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Yesterday was All Saints which is a public holiday here in Sweden. I went to the woodland memorial garden here in Enköping and lit two votive candles, as I have done for the past six years that I have lived here. One candle for John, the other in remembrance for all the other friends and loved ones who are no longer with me. I have mentioned before that I find All Saints a particularly poignant occasion and yesterday was no different. Or perhaps it was rather different, I had an unfamiliar feeling of lightness, even happiness remembering John, my grandma, James, Vikki, Francois, Peter, Marie, Kathy, and Jane. No tears this year, but a sense of peace.


The tears came a few weeks ago during Supermarket. Over dinner with an artist friend I referred to my relationship with John and suddenly and unexpectedly found myself unable to speak and with tears running down my face. A couple of days after that I was in the audience for a performance lecture by The Mourning School, part/chapter three of their presentation was them dancing to Together Again (Janet Jackson, 1997). As the two of them swayed about looking all the world like people at any disco or party I lost it and burst in to tears. They transported me back to that night at Duckie in south London when my friend and flatmate Stephen took me out for the first time after John died. I had been a regular at the wonderfully eclectic Duckie before meeting John, John preferred more ’clubby’ nightclubs though we still turned up at Duckie every so often. It had been a while since John had died and I was enjoying being out. I have always enjoyed dancing and was doing so that evening, then they played Rose Garden (Lynn Anderson , 1970) and suddenly in the middle of the heaving dance-floor I was sobbing uncontrollably.


Those two tearful moments during my time in Stockholm led me to think that although I have ’moved on’ I am still in love with John, and that grief continues to accompany me. I was therefore a little surprised that no tears came yesterday evening. Had my crying with Pavel, and in the audience of a colleague’s performance shifted things – opened up my habitually private grief?


This morning I decided to post a photograph from the memorial garden on Instagram. After making the post I scrolled through friends’ posts, and stopped at a photo of some Swedish glassware from Simon. Simon and I were friends at secondary school, we lost contact when I moved away to study at Dartington and somehow got back in touch shortly before I moved to Sweden, an interval of more than twenty years. Now I cannot remember how we found each other again, maybe it was through Instagram. We follow each other on Instagram but I can’t say that we are really friends today.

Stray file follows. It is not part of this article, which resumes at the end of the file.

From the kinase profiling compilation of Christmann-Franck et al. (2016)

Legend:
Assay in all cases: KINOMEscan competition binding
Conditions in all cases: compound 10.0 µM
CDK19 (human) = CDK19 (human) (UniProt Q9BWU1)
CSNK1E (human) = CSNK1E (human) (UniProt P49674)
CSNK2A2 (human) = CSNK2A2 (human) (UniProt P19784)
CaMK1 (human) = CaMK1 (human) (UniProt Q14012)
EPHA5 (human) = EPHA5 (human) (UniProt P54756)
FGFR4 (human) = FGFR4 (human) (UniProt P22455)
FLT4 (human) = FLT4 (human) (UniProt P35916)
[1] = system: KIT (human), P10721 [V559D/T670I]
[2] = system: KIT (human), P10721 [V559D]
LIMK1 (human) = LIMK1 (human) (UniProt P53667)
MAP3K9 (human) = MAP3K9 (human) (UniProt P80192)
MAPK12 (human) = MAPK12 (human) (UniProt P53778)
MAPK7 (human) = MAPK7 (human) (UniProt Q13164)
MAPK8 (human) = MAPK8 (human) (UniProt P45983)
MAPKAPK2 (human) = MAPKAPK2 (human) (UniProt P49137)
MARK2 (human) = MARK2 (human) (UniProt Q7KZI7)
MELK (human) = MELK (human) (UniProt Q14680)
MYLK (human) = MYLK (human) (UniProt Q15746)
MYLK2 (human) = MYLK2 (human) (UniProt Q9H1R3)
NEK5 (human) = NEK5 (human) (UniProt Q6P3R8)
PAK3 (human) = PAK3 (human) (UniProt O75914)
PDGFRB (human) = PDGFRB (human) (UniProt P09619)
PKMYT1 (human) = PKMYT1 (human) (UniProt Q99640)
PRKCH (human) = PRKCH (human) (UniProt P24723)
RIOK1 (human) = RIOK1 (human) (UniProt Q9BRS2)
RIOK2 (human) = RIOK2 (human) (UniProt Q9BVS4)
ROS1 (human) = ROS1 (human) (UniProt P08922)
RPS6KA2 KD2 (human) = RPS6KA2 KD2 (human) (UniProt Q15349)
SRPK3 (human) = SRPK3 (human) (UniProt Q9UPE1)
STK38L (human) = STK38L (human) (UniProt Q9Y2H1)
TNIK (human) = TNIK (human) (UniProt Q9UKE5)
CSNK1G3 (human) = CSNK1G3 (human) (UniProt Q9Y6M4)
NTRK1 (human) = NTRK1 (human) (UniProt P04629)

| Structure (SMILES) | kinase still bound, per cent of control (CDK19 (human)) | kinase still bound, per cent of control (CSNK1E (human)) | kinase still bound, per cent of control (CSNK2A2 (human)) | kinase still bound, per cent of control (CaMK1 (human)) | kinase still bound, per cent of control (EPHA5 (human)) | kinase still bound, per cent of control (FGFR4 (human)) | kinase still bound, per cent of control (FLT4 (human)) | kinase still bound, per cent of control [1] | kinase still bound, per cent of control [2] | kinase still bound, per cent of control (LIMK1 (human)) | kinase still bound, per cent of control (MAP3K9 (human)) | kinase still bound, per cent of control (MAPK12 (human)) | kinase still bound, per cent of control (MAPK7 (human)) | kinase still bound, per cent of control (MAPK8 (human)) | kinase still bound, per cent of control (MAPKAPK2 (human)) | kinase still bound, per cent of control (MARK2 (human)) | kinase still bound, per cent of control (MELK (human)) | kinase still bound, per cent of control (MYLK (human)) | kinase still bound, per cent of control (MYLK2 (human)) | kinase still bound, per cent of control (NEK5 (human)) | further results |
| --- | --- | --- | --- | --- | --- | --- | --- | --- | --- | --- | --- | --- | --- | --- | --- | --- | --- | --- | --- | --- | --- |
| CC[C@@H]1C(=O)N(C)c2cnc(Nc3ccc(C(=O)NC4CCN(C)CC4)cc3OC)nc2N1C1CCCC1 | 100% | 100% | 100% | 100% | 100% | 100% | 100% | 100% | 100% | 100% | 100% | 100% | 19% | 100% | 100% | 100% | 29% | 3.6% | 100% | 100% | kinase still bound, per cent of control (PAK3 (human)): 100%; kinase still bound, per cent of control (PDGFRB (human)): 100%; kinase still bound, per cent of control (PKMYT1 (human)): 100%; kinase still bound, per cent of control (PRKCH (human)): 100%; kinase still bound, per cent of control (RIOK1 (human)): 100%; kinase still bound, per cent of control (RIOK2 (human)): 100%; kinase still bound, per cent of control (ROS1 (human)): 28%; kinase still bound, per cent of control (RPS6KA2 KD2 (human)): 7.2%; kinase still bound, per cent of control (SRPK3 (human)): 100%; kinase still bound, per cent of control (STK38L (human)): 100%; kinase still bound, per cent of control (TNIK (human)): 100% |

The glassware is one of a few photographs of mementos he has from his boyfriend who like John died in 2007. Another photo was a detail of dark flowers on a mottled blue surface. As soon as I saw it I was pretty certain that I knew what it was, but I wanted to be certain. Simon replied to my question almost immediately: yes it was a ceramic plaque with silver/metallic decoration (Fjällsippar flowers) made in Sweden by Gustavsberg. He had bought it was a present for Steve when he finished his radiotherapy. I read Simon’s message standing less than a meter way from the virtually identical plaque that hangs in my kitchen. The plaque that I have has Fritillary on it, and I bought it in memory of both John and my grandmother. John’s mother planted a fritillary when we buried John’s ashes, so for me the flower is always associated with John, and I bought the plaque with the money that my grandmother gave me for the Christmas just weeks before she died.

How odd that Simon and I have such specific and near identical momentos of our partners.


In his post text Simon writes about how he has a few objects that have special connections with Steve, and how although he has “moved away” – selling what had been their home and relocating to London – he has not fully “moved on.” He mentions this in the context of re-writing a play, and digging deep in painful emotions.


The year after John died I made two ’mourning works’ – Letter to John for Michael Petry’s Golden Rain project, and Brief Encounter. Now as I contemplate making large flag-like pieces in various fabrics I wonder if these are not also grief pieces – evoking funeral draperies rather than national or joyful celebrations.